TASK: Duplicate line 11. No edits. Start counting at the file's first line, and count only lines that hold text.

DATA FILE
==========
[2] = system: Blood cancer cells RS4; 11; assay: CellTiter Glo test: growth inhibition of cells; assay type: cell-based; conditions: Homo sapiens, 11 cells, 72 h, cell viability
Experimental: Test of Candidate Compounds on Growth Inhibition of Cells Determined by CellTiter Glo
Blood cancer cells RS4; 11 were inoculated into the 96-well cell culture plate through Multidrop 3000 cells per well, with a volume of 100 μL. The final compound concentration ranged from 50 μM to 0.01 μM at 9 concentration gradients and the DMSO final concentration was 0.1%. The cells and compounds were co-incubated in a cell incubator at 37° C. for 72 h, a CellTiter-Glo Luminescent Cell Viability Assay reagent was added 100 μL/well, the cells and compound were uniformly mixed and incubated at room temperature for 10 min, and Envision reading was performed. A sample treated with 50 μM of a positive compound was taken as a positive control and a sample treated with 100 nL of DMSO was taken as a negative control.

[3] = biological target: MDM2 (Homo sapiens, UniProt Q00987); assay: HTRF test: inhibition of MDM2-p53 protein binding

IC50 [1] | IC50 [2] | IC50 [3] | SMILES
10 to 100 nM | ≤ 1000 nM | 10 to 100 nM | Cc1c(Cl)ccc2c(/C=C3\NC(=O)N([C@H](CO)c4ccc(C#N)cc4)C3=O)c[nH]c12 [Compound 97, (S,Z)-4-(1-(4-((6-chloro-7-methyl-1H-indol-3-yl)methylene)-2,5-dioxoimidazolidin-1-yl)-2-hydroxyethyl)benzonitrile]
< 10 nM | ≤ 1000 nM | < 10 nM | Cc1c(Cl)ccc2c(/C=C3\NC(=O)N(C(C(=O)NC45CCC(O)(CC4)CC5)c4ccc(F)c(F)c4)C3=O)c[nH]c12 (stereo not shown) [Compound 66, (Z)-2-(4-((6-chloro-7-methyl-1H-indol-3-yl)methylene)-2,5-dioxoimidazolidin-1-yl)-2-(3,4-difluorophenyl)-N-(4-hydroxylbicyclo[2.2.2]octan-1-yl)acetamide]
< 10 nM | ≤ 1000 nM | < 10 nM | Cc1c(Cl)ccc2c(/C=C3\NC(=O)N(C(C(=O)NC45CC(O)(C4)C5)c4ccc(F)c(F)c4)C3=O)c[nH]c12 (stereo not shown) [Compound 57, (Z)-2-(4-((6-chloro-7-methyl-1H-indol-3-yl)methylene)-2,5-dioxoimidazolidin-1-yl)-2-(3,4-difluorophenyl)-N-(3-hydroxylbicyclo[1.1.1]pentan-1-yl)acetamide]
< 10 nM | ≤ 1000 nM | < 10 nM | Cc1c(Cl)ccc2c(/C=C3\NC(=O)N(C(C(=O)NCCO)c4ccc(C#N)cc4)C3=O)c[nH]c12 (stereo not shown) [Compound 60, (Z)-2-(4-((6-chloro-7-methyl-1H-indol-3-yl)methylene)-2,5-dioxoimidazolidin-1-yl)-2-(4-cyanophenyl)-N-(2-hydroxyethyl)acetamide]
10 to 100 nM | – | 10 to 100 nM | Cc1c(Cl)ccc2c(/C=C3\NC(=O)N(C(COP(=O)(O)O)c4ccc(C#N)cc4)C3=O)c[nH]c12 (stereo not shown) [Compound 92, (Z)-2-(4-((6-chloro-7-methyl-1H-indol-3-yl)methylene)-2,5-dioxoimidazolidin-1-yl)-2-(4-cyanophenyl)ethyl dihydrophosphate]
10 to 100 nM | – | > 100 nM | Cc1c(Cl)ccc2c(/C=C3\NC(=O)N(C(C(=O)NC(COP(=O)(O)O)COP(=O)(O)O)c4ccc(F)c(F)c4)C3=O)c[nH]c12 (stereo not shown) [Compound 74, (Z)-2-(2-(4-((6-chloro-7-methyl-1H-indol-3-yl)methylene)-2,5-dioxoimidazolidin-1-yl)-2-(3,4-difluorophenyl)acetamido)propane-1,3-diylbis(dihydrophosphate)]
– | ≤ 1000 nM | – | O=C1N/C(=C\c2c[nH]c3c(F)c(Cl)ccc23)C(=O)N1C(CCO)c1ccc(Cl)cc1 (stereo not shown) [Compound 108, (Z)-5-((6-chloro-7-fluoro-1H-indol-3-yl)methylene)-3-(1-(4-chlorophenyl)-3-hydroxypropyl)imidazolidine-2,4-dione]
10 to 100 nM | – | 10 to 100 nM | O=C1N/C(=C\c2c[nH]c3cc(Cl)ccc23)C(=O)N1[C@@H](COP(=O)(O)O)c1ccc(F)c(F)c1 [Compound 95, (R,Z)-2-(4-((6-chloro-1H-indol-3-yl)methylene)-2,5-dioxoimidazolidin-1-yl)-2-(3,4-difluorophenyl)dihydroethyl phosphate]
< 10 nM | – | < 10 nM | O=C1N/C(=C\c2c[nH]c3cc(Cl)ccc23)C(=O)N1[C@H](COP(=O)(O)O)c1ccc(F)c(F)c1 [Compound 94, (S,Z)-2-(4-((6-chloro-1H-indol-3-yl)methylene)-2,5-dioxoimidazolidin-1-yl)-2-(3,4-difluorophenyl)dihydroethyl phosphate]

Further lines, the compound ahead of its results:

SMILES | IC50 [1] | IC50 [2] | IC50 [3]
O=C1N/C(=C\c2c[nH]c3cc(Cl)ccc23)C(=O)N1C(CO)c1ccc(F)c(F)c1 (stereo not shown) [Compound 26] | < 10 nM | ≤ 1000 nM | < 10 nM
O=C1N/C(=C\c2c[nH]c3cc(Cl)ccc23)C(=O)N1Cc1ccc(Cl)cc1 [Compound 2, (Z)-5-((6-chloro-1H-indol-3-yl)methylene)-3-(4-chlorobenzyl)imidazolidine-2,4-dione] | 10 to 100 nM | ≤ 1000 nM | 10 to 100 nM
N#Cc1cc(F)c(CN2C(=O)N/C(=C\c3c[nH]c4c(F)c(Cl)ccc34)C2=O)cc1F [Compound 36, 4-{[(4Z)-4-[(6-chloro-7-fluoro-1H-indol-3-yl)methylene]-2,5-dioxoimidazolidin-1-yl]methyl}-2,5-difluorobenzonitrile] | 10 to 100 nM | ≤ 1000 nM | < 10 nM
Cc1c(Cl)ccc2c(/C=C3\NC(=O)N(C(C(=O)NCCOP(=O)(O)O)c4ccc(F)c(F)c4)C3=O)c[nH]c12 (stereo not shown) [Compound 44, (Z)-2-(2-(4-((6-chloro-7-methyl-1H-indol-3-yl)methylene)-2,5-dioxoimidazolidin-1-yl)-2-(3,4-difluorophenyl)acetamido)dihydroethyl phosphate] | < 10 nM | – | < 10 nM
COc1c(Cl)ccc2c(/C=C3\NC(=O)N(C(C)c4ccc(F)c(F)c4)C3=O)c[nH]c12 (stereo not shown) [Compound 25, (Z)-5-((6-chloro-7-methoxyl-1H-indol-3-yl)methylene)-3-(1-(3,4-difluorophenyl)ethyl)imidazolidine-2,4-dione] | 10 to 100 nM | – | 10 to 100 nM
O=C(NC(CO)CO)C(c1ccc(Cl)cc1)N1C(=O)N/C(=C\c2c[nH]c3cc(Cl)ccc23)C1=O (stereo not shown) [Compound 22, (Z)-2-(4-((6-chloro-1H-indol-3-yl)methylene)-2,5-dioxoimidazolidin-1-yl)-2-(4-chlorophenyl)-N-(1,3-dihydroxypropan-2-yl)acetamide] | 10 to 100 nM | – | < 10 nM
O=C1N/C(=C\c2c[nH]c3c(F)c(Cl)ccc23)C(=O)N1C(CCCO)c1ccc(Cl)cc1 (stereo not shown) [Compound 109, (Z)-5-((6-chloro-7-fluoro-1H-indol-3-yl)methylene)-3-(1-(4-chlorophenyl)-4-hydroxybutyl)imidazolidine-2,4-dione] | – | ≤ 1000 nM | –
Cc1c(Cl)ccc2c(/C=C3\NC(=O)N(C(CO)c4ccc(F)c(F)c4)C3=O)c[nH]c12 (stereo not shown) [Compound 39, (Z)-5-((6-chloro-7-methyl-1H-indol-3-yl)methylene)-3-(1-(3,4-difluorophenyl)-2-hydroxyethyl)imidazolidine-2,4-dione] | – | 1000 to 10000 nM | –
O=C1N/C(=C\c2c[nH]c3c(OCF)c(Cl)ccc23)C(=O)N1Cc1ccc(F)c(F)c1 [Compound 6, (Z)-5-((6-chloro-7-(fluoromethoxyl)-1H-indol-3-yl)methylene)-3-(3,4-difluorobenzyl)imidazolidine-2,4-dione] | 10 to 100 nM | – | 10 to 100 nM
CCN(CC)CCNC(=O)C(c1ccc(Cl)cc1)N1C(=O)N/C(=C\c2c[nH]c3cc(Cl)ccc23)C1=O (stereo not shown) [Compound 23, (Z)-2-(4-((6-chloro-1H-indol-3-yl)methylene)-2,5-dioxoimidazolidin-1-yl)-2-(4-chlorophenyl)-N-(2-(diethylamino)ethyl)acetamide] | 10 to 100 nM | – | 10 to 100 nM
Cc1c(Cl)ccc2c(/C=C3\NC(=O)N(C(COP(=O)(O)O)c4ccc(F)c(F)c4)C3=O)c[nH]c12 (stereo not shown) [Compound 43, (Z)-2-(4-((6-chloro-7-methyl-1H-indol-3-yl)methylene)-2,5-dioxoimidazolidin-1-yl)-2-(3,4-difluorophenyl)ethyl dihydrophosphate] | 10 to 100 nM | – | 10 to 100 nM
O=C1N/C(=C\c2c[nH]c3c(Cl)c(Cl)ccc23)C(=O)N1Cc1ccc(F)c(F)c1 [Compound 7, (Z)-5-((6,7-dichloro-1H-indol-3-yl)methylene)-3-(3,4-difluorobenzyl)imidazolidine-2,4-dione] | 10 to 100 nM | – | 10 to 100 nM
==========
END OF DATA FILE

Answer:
10 to 100 nM | – | > 100 nM | Cc1c(Cl)ccc2c(/C=C3\NC(=O)N(C(C(=O)NC(COP(=O)(O)O)COP(=O)(O)O)c4ccc(F)c(F)c4)C3=O)c[nH]c12 (stereo not shown) [Compound 74, (Z)-2-(2-(4-((6-chloro-7-methyl-1H-indol-3-yl)methylene)-2,5-dioxoimidazolidin-1-yl)-2-(3,4-difluorophenyl)acetamido)propane-1,3-diylbis(dihydrophosphate)]